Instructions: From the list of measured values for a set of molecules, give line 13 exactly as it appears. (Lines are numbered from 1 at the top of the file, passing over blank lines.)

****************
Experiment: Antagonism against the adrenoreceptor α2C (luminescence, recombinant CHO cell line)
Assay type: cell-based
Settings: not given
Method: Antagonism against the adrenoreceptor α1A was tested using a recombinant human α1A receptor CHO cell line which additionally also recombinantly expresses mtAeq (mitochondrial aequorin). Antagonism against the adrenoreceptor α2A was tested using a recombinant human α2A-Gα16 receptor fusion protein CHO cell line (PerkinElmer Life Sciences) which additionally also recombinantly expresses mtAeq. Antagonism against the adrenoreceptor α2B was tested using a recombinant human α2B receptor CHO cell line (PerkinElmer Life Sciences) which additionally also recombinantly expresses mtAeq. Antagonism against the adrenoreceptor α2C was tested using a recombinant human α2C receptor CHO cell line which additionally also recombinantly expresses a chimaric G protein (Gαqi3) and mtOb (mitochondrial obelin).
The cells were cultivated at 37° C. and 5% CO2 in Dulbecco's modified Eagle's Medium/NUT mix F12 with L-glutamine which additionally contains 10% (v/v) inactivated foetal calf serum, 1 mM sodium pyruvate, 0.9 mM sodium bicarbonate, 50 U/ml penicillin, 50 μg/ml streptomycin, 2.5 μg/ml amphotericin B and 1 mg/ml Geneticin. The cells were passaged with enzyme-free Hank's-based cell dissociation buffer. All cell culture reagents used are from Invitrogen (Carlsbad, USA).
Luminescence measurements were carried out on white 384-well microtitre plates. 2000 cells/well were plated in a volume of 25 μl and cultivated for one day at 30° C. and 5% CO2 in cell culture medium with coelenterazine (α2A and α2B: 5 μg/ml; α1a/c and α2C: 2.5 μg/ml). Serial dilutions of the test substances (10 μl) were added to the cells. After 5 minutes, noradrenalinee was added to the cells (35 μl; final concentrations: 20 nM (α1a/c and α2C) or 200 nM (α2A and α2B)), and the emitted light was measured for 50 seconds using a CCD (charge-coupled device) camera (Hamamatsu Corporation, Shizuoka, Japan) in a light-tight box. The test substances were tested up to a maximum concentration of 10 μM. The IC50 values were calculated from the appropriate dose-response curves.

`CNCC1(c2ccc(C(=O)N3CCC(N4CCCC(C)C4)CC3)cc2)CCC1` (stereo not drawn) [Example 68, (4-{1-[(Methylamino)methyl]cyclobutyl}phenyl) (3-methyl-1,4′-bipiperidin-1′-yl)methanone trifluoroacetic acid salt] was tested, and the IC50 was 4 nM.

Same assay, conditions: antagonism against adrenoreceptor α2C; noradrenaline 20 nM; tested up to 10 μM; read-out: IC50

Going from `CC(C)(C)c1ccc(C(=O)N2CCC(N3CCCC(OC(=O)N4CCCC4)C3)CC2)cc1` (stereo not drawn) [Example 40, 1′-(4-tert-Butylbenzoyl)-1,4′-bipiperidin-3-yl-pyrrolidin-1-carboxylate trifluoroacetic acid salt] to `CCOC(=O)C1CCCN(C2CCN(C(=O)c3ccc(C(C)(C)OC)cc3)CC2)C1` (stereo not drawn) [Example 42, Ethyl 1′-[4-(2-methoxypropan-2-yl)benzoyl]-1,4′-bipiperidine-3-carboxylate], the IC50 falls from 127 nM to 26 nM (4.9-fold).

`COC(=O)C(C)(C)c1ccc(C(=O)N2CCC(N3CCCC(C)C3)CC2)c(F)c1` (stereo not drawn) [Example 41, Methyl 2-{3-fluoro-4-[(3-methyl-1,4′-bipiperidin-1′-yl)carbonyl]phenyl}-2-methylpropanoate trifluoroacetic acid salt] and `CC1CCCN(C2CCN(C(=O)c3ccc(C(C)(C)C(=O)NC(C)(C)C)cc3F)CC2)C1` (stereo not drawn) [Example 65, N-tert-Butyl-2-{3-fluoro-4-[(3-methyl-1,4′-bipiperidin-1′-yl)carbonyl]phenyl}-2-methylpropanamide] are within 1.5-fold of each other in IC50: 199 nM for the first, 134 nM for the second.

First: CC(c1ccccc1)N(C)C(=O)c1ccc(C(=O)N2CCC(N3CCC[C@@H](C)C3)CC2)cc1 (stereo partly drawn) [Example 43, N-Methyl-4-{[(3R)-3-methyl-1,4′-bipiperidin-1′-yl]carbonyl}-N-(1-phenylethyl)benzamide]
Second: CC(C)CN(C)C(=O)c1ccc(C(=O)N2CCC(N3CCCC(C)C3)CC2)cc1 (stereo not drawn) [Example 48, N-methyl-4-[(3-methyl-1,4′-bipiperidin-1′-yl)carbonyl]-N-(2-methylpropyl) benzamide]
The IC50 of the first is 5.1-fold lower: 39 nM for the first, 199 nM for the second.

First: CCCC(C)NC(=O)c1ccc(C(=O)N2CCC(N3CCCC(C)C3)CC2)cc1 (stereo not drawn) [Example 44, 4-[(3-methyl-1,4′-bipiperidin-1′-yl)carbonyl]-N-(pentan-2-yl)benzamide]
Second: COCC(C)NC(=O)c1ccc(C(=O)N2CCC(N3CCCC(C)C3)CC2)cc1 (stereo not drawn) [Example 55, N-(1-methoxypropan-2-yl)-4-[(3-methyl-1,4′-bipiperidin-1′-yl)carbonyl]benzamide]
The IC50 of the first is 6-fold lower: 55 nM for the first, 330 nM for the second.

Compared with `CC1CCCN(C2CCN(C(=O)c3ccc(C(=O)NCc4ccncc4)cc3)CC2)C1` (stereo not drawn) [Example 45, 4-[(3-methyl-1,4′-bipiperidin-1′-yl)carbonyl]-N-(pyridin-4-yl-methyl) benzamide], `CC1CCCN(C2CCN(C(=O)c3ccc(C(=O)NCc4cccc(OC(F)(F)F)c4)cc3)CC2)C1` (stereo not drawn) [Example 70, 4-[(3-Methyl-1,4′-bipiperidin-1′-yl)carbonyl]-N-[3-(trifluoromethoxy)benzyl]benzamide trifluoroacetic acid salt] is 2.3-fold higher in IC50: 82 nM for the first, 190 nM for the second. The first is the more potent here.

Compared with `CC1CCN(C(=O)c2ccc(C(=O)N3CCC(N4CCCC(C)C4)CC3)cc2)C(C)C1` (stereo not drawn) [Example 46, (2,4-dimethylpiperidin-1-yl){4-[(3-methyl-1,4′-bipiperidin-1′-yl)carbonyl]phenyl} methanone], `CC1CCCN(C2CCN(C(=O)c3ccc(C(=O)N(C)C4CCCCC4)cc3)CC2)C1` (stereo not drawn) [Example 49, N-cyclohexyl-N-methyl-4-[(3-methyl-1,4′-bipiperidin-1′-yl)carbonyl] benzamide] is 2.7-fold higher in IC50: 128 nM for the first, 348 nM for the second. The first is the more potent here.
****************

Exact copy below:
The IC50 of the first is 5.1-fold lower: 39 nM for the first, 199 nM for the second.